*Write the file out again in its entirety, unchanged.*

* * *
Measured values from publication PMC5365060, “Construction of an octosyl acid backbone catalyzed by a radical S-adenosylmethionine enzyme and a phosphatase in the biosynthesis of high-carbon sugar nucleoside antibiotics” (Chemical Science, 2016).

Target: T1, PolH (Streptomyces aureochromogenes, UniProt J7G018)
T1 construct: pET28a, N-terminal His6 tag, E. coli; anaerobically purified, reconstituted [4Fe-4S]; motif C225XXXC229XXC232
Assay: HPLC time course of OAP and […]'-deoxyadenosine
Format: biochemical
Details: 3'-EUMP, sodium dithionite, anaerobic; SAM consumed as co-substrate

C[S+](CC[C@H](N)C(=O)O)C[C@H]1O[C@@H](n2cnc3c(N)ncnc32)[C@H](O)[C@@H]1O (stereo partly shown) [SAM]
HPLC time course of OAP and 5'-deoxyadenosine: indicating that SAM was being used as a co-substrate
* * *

Measured values from publication PMC5365060, “Construction of an octosyl acid backbone catalyzed by a radical S-adenosylmethionine enzyme and a phosphatase in the biosynthesis of high-carbon sugar nucleoside antibiotics” (Chemical Science, 2016).

Target: T1, PolH (Streptomyces aureochromogenes, UniProt J7G018)
T1 construct: pET28a, N-terminal His6 tag, E. coli; anaerobically purified, reconstituted [4Fe-4S]; motif C225XXXC229XXC232
Assay: HPLC time course of OAP and […]'-deoxyadenosine
Format: biochemical
Details: 3'-EUMP, sodium dithionite, anaerobic; SAM consumed as co-substrate

C[S+](CC[C@H](N)C(=O)O)C[C@H]1O[C@@H](n2cnc3c(N)ncnc32)[C@H](O)[C@@H]1O (stereo partly shown) [SAM]
HPLC time course of OAP and 5'-deoxyadenosine: indicating that SAM was being used as a co-substrate